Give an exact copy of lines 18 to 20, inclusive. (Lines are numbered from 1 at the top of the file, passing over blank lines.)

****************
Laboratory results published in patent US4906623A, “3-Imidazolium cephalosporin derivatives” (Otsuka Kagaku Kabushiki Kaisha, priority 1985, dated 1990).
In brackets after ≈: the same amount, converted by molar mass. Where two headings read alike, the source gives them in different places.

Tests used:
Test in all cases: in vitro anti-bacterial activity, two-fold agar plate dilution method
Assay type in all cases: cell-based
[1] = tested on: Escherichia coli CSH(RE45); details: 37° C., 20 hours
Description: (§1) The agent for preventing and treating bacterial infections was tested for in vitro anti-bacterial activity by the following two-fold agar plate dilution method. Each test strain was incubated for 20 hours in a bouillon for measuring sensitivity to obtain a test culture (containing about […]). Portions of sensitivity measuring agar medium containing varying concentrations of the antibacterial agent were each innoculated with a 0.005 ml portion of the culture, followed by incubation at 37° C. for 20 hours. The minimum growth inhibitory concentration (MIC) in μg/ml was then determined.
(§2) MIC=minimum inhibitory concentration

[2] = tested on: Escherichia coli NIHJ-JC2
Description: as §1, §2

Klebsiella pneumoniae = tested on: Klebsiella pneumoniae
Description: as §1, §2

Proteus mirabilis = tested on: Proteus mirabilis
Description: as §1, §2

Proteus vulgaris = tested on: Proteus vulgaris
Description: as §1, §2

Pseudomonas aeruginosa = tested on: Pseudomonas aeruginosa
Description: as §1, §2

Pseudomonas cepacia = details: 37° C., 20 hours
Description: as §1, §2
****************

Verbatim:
Description: as §1, §2

Pseudomonas cepacia = details: 37° C., 20 hours
Description: as §1, §2